The Trump Administration completed the second step of its two-step dance to replace the controversial 2015 Waters of the United States (“WOTUS) rule when it published the “Navigable Waters Protection Rule (“Step Two Rule”) in the April 21, 2020 issue of the Federal Register. The final rule which was issued jointly by the federal Environmental Protection Agency and Army Corps of Engineers (the “agencies”) becomes effective on June 22, 2020.

The agencies published the so-called Step One rule (the 2019 Rule) on October 22, 2019 (84 Fed.Reg 56626) which  repealed the WOTUS Rule and restored the regulatory text to that which existed prior to WOTUS as an interim matter until the Step Two rule could be finalized.. The 2019 Rule became effective on December 23, 2019.

The Agencies state that the Step Two rule re-defines the scope of waters subject to federal regulation under the Clean Water Act (CWA) in accordance with a string of Supreme Court cases and is consistent with the Executive Order 13778  signed by President Trump on February 28, 2017 entitled “Restoring the Rule of Law, Federalism, and Economic Growth by Reviewing the `Waters of the United States’ Rule.” The agencies also said that  rule “is intended to ensure that the agencies operate within the scope of the Federal government’s authority over navigable waters under the CWA and the Commerce Clause of the U.S. Constitution.

In Step Two, the agencies divide the universe of Waters of the United States into two categories: Jurisdictional Waters and Non- Jurisdictional Waters.

33 C.F.R. 328.3(a) of the Step 2 rule identifies the following four categories of waters as Jurisdiction Waters::

  • The territorial seas and traditional navigable waters;
  • perennial and intermittent tributaries that contribute surface water flow to such waters– A “tributary” is defined in the Step Two rule as a river, stream, or similar naturally occurring surface water channel that contributes surface water flow to a territorial sea or traditional navigable water in a typical year either directly or indirectly through other tributaries, jurisdictional lakes, ponds, or impoundments, or adjacent wetlands. A tributary must be perennial or intermittent in a typical year. The alteration or relocation of a tributary does not modify its jurisdictional status as long as it continues to be perennial or intermittent and contributes surface water flow to a traditional navigable water or territorial sea in a typical year. A tributary does not lose its jurisdictional status if it contributes surface water flow to a downstream jurisdictional water in a typical year through a channelized non-jurisdictional surface water feature, through a subterranean river, through a culvert, dam, tunnel, or other similar artificial feature, or through a debris pile, boulder field, or similar natural feature. The term “tributary” includes a ditch that either relocates a tributary, is constructed in a tributary, or is constructed in an adjacent wetland as long as the ditch is perennial or intermittent and contributes surface water flow to a traditional navigable water or territorial sea in a typical year. ;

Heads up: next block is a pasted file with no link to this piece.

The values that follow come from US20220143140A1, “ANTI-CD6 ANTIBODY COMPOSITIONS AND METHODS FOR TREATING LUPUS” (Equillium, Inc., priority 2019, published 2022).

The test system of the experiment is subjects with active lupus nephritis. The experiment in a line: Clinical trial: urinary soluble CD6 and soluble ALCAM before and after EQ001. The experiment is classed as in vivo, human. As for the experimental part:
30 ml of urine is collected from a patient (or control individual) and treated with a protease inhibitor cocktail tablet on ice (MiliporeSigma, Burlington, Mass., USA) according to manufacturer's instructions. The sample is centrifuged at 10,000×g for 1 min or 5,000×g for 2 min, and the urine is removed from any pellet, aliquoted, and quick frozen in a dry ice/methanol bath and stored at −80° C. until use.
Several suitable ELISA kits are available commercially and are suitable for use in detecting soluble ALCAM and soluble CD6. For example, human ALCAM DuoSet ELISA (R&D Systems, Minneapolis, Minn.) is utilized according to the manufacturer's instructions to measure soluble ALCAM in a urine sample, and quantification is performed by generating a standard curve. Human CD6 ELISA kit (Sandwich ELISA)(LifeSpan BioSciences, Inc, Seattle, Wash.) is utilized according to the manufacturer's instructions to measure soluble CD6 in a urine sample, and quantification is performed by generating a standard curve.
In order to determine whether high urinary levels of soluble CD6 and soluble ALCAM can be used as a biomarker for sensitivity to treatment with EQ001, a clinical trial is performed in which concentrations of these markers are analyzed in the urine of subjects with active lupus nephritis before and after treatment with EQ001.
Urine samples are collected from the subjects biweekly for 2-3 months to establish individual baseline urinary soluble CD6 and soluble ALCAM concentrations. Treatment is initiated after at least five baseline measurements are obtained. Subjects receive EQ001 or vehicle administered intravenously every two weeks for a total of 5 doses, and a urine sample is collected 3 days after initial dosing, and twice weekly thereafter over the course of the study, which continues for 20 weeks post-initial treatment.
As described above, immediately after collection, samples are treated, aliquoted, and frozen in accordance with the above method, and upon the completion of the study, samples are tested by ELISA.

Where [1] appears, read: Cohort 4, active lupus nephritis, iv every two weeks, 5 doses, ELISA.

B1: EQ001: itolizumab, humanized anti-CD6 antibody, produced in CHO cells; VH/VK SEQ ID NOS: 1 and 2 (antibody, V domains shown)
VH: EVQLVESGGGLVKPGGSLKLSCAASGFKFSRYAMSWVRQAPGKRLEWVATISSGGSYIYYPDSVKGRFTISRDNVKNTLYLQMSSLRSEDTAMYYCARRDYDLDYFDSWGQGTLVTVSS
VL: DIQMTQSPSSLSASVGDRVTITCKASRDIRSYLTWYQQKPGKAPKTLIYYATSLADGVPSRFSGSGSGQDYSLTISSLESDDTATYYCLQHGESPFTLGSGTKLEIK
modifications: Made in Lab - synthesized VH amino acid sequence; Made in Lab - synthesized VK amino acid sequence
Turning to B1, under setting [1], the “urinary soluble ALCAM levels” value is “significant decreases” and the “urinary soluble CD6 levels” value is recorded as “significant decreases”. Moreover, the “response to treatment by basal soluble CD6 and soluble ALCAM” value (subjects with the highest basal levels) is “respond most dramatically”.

• certain lakes, ponds, and impoundments of jurisdictional waters– ; The final rule defines “lakes and ponds, and impoundments of jurisdictional waters” as standing bodies of open water that contribute surface water flow in a typical year to a territorial sea or traditional navigable water either directly or through a tributary, another jurisdictional lake, pond, or impoundment, or an adjacent wetland. The agencies note that to be jurisdictional, an “impoundment of a jurisdictional water” must be an impoundment of a territorial sea or traditional navigable water, tributary, jurisdictional lake or pond, or an adjacent wetland, and must meet the conditions in paragraph (c)(6) of the final rule. A lake, pond, or impoundment of a jurisdictional water does not lose its jurisdictional status if it contributes surface water flow to a downstream jurisdictional water in a typical year through a channelized non-jurisdictional surface water feature, through a culvert, dike, spillway, or similar artificial feature, or through a debris pile, boulder field, or similar natural feature. A lake, pond, or impoundment of a jurisdictional water is also jurisdictional if, in a typical year, it is inundated by flooding from a territorial sea or traditional navigable water, or tributary, or from another jurisdictional lake, pond, or impoundment.